Haller Middle School sixth grader Jackson Ogden tests the efficacy of his hand-washing during a science experiment.


Haller Middle School students conducted science experiments to help prove the efficacy of handwashing when they returned to in-person learning recently.

Students used a powder that lights up under ultraviolet light to coat their hands, then washed them and see how well they removed the material.

“Everyone got to cover their hands to simulate germs,” said Natalie Hollifield, one of the Haller Middle School science teachers behind the experiment. “We were really focusing on germs and the spread of germs, and preventing the spread, specifically through hand-washing.”

Students were testing the Centers for Disease Control’s recommendations about the amount of hand-washing required.

“They were really looking at the claim from the CDC that you needed to wash your hands for 20 seconds with soap and water,” said Rachel Harrington, the other Haller Middle School science teacher behind the experiment.

Harrington said being skeptical and testing are part of the scientific method.

“Being a critical thinker means you take in claims and then test them to see if they are indeed accurate. So they tested that claim and did, indeed, find that it was accurate,” said Harrington.

Students also got to see first-hand how well their own hand-washing techniques worked.

“They all learned things about themselves, like how effective their hand-washing is,” said Hollifield.

Hollifield, whose class is a grade level higher than Harrington’s, took things a step further and talked about hand sanitizer as well.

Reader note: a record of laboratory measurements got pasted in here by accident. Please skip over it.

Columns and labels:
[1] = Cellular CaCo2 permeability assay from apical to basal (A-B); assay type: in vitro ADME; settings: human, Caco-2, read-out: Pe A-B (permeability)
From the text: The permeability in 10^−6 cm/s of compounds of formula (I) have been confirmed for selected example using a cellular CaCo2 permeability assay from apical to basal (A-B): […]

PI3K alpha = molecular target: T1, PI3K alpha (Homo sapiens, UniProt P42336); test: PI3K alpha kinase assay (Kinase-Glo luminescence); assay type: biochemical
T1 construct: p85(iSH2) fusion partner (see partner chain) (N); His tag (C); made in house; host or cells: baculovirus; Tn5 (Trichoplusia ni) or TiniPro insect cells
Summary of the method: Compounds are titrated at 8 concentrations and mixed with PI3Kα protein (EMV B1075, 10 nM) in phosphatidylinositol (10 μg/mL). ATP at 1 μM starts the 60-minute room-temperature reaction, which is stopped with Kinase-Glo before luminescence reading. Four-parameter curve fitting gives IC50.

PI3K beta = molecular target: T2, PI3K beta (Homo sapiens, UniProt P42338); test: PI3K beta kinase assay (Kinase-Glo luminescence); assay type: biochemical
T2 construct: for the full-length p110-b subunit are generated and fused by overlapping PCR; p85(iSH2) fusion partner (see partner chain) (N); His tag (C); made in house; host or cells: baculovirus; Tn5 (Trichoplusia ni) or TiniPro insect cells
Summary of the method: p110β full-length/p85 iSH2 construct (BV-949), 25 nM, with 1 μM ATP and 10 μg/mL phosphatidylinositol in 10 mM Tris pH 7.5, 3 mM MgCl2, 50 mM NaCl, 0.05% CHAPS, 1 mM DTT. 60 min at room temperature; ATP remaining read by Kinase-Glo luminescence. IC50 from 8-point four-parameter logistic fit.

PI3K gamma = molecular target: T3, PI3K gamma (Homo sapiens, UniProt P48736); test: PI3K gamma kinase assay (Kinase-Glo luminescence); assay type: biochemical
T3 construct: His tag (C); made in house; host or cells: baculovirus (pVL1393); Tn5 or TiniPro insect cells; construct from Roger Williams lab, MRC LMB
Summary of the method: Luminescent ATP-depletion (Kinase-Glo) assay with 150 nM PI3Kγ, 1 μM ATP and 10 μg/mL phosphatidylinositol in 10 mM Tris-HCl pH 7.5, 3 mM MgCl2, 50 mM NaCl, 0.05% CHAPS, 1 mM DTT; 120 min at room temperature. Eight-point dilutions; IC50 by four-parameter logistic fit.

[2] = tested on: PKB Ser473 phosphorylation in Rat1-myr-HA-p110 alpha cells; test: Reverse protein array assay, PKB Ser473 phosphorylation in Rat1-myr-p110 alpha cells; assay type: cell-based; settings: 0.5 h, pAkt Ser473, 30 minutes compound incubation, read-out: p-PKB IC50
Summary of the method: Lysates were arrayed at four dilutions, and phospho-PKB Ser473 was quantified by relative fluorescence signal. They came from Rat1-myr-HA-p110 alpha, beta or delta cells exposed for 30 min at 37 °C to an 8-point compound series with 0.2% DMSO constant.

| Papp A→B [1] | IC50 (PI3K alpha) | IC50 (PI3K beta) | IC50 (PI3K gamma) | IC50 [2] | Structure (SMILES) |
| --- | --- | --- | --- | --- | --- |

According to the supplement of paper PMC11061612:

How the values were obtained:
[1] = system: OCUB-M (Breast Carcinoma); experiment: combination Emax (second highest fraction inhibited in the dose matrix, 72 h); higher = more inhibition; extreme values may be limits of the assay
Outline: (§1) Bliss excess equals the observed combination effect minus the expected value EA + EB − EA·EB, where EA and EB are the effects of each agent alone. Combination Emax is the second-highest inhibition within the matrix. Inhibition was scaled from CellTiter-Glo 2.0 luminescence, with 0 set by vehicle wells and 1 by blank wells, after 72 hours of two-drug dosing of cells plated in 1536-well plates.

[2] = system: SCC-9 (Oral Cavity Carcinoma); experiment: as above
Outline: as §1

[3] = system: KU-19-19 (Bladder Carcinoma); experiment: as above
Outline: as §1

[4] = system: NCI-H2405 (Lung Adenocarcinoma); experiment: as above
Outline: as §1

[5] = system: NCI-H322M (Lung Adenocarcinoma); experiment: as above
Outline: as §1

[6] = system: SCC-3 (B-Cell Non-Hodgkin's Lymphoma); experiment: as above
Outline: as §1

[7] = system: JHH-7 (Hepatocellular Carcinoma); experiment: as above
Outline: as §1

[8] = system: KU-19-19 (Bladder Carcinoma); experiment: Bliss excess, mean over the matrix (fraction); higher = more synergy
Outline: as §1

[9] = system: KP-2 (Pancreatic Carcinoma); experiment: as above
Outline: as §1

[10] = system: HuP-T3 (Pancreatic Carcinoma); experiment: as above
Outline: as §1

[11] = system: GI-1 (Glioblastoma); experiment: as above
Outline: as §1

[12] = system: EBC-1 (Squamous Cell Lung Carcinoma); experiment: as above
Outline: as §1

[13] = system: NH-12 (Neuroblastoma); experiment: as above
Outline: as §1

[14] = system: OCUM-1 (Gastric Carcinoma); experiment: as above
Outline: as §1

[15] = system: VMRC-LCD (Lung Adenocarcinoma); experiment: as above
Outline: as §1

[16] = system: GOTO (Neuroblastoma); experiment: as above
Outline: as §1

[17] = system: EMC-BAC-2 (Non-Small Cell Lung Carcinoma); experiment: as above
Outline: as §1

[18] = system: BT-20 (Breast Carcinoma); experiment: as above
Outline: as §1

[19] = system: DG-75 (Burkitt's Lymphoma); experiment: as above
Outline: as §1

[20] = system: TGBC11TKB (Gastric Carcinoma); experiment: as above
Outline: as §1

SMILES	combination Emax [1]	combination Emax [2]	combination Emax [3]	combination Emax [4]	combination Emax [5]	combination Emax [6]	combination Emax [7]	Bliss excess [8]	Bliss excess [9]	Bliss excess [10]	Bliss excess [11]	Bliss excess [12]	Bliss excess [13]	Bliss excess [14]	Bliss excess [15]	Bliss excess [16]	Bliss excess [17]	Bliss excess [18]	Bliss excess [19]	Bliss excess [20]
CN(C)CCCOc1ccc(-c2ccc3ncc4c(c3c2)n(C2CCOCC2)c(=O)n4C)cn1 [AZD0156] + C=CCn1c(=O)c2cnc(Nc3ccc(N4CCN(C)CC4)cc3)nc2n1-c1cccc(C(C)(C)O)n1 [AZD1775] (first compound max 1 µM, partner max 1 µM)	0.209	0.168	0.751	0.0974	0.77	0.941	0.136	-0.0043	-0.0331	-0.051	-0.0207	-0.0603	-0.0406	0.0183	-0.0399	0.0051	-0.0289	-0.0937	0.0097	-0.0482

“We talked about the claim that the hand sanitizer kills 99 percent of germs,” she said.

The sanitizer can kill the germs but the only way to remove them from the hands is still hand-washing, said Hollifield.

Haller Middle School students returned to class part-time in a hybrid model this month.

“They’ve been out of school since last March, so being able to go hands-on with their learning was incredible,” said Harrington. “In terms of engagement or enthusiasm it was through the roof. If you were to come in you would see that every kid is with it and invested in the experiment.”

It was a good way to bring students back to the school campus.

“It was in the first week they came back, so I think it’s safe to say that it got them excited about education again,” said Harrington.

Experiencing the sciences is a much better way for them to learn, said Hollifield.

“Over the computer we were reading and seeing the things, but we weren’t doing them,” she said. “When you’re not gathering the data yourself, that’s not as meaningful to a seventh grader.”

The smaller class sizes from the hybrid model helped get through the experiment faster and give every student a chance to participate as well.

“There’s a lot of negatives that come with not being here five days a week but the reduced class size is definitely a positive in some cases,” said Hollifield.


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